Afghan women ex­press pride in ren­o­vat­ing his­toric palace


KABUL: Afghan Pres­i­dent Ashraf Ghani has ear­marked $20 mil­lion to ren­o­vate Darul Aman Palace, lo­cated 16 km from the cap­i­tal Kabul.

The palace, which was Afghanistan’s cap­i­tal un­der re­formist King Aman­ul­lah, who achieved in­de­pen­dence from Britain in 1919, is a source of his­tor­i­cal pride for many Afghans.

The long-awaited ren­o­va­tion in­volves 100 Afghan en­gi­neers and staff, a fifth of whom are women.

“It’s a big honor to be part of the team restor­ing this once-mag­nif­i­cent palace,” fe­male en­gi­neer Tahira Mo­ham­madi told Arab News.

Once com­pleted, the palace will serve as Afghanistan’s biggest na­tional gallery. “We’ve re­moved tons of hang­ing con­crete walls, buck­led roofs and scrappy met­als,” fe­male en­gi­neer Zahra Jaf­fari told Arab News.

The ren­o­va­tion in­cludes “new power, air-con­di­tion­ing, ven­ti­la­tion, water and other sys­tems that a modern na­tional gallery re­quires,” she said, adding that the build­ing’s ex­te­rior will be re­stored to its orig­i­nal form to pre­serve its his­tor­i­cal sig­nif­i­cance.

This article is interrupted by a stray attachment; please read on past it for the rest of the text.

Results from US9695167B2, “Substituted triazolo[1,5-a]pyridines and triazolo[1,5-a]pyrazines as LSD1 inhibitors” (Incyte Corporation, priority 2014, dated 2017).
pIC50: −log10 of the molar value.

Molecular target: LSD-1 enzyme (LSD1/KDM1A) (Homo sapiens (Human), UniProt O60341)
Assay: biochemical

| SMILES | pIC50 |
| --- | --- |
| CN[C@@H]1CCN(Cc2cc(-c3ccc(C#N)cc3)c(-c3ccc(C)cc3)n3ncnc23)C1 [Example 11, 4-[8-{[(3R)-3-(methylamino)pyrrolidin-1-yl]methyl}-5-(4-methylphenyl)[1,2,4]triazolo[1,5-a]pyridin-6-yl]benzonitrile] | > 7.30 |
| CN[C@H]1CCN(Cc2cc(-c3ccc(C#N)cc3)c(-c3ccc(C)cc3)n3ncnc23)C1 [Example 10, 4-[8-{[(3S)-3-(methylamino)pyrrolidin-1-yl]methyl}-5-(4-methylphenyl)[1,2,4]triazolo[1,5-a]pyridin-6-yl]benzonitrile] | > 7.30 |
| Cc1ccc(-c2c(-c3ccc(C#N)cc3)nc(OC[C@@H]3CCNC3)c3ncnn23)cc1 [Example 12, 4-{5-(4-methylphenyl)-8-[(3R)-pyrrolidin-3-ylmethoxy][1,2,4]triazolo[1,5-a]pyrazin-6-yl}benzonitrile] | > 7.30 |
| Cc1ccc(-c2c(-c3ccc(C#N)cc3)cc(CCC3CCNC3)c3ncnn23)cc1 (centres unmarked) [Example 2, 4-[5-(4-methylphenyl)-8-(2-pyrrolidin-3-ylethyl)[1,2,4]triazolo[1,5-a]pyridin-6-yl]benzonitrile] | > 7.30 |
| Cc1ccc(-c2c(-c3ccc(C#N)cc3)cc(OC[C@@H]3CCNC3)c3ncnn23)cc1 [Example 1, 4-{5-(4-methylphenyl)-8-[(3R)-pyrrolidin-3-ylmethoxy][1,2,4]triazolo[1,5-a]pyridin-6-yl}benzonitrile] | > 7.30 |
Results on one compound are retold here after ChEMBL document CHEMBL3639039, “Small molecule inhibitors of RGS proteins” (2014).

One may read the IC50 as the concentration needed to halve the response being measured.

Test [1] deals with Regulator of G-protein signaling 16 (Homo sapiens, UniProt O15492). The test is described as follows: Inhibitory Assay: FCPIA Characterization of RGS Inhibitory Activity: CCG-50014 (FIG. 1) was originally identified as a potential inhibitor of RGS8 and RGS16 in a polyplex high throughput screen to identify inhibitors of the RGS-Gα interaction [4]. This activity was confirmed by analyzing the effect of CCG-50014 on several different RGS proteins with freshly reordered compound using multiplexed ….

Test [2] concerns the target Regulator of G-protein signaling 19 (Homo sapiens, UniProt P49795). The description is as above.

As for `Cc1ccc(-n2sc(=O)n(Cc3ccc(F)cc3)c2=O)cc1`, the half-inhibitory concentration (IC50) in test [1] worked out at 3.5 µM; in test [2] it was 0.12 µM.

“As a fe­male en­gi­neer, I’m proud to work on restor­ing this his­toric build­ing, and to take part in re­build­ing my coun­try.”

By work­ing along­side men on such a project, the fe­male en­gi­neers say they have over­come taboos.

Jaf­fari at­tributes such progress to the in­ter­na­tional com­mu­nity’s pres­ence and sup­port for Afghanistan.

As with any project in­volv­ing women, she says the fe­male en­gi­neers fear reprisals by rad­i­cal groups such as the Tal­iban and Daesh.

“We’re aware of the pos­si­ble threats,” said Jaf­fari. “In­side the build­ing, se­cu­rity is pro­vided by po­lice and guards, but out­side we have to look out for our­selves.”

One-fifth of en­gi­neers and staff tasked with ren­o­vat­ing Kabul’s Darul Aman Palace are women.

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